So, today, instead of getting a recipe, you're going to get another table setting. I'm sure I'm not going to hear any complaints, I know how you all like table settings, and, truth be told, I like them too.

I kicked off the New Year with a very simple table featuring plates from the Old Curiosity Shop pattern. Someone had suggested that I do an entire table with these plates, and that's what I've done today.
I find these plates are best suited for the winter months, but they also work very well when serving tea at any time of the year. 
Today's table is a truly winter one because it is near zero outside, and I decided to make my centerpiece one with a tea theme, because tea and juice have pretty much become my life lately. It's handy to have everything needed right in the center of the table.
I hope you enjoy these dishes as much as I do. What I love about this pattern, as I mentioned earlier in the year, is that each plate has a different image on it, so it's like owning lots of different sets of dishes. I also love transferware and love the color green, so the set was right up my alley.
These can be layered with any color dish in order to make it more or less colorful depending upon the season. I chose to stick with green and white here.
I've provided some close ups so that you can see the interesting detail on each plate. I love the hinges around the cups and the dinner plates. This is truly one of my favorite sets of dishes.
 White Chargers – Pier One
Dinnerware – Amazon, eBay
Flatware – Oneida
Wine Glasses – La Rochere

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Monday, January 15, 2018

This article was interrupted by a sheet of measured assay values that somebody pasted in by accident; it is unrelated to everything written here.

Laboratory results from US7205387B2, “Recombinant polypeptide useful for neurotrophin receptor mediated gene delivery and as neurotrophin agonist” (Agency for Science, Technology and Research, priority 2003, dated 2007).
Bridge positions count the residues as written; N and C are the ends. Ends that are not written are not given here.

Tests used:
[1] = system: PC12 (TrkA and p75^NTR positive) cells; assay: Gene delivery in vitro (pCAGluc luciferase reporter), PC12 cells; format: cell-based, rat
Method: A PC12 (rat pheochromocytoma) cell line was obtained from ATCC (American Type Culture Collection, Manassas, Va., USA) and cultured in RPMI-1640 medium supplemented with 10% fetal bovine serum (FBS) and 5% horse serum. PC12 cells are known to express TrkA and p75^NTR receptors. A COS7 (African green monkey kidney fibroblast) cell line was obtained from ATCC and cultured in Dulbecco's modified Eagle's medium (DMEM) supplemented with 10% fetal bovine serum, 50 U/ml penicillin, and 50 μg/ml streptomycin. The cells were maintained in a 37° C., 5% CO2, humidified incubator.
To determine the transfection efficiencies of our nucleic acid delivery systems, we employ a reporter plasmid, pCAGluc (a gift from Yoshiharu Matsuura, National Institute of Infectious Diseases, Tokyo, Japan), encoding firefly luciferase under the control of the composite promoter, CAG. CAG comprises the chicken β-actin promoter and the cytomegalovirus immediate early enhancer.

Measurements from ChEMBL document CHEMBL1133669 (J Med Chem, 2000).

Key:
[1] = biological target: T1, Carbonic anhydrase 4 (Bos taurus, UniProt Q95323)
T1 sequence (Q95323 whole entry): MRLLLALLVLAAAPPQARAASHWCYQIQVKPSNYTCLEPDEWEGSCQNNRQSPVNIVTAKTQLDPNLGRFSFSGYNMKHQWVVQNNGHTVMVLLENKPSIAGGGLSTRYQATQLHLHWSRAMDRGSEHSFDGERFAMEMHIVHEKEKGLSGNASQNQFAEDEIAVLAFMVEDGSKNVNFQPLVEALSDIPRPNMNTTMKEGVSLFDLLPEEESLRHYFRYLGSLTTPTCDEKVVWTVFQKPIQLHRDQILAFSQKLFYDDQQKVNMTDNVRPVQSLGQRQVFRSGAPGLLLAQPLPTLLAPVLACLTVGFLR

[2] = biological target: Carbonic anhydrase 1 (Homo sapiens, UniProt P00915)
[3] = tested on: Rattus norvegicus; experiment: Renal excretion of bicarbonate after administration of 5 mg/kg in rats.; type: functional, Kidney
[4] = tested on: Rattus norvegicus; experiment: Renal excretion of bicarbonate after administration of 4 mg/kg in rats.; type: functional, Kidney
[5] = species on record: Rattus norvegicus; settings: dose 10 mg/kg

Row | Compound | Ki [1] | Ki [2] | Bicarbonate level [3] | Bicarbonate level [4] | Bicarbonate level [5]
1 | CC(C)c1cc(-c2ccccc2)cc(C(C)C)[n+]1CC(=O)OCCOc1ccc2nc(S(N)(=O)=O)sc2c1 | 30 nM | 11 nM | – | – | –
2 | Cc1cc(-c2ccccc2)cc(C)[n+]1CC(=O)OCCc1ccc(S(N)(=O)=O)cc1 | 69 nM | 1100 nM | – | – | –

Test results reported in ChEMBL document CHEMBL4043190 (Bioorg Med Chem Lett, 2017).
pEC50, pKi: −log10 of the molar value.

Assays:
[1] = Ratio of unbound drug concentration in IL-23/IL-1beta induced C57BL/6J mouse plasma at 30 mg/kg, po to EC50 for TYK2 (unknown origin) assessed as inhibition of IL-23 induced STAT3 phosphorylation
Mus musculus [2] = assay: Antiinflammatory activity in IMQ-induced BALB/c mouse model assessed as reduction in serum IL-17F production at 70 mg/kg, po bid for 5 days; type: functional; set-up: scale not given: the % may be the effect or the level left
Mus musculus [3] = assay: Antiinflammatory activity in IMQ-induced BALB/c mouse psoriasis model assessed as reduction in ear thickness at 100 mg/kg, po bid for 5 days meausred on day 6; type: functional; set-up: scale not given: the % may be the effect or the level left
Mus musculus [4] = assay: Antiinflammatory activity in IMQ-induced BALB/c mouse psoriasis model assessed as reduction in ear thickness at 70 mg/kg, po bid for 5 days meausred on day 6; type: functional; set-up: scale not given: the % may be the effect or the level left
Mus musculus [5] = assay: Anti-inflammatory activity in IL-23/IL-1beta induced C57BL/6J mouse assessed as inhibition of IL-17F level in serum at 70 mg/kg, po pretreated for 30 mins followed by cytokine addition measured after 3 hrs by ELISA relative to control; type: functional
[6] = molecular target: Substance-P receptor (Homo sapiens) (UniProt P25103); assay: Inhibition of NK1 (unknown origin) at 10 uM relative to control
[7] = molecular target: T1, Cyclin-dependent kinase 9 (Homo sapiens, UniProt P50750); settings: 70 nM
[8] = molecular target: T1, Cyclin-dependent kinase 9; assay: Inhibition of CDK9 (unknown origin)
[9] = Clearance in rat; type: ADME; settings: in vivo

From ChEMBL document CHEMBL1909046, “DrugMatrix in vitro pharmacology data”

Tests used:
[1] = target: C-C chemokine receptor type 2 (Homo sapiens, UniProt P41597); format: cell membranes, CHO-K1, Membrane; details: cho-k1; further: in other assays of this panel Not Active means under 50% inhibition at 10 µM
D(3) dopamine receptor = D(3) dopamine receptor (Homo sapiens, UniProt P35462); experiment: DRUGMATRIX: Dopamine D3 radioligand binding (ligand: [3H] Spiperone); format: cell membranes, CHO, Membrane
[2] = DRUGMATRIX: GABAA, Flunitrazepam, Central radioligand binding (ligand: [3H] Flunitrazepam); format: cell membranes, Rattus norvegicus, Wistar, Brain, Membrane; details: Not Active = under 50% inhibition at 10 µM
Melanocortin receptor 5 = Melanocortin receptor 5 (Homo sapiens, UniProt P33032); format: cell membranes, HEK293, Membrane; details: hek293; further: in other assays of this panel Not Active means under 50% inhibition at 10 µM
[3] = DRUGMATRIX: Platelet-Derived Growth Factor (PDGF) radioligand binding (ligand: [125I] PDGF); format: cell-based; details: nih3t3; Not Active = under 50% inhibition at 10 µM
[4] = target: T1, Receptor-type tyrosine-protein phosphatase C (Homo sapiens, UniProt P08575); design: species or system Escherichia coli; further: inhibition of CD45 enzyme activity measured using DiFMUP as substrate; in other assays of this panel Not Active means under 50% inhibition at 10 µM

Spinach Artichoke Crustless Quiche

Inasmuch as I hate to admit it, I don't seem to be out of the woods with this flu. It seemed to rear its ugly head over the weekend, and my scratchy throat and pounding headache have returned. What a bore! As a consequence, while I am still cooking, I try to make dishes that are as easy as possible, and will stretch over a period of days. I really had a craving for spinach mushroom dip and quiche, so decided to combine the two in the form of a crustless quiche. I love things that are minimal effort, with a delicious result. This was certainly it. And, with a yield of six servings, my weekly menu is planned. 
Spinach Artichoke Crustless Quiche

1 tablespoon butter
1-1/2 tablespoons seasoned breadcrumbs
1 10-oz. pkg. frozen chopped spinach, thawed and squeezed dry
1 14.75-oz. jar marinated artichokes (I use Cara Mia), chopped
1 cup shredded Fontina
1 cup shredded Gruyere
4 large eggs
1 cup heavy cream
1/2 cup whole milk
¼ teaspoon freshly ground black pepper
Preheat oven to 350°F.

Butter a 9-10 deep-dish pie pan or quiche dish, then sprinkle all over with breadcrumbs.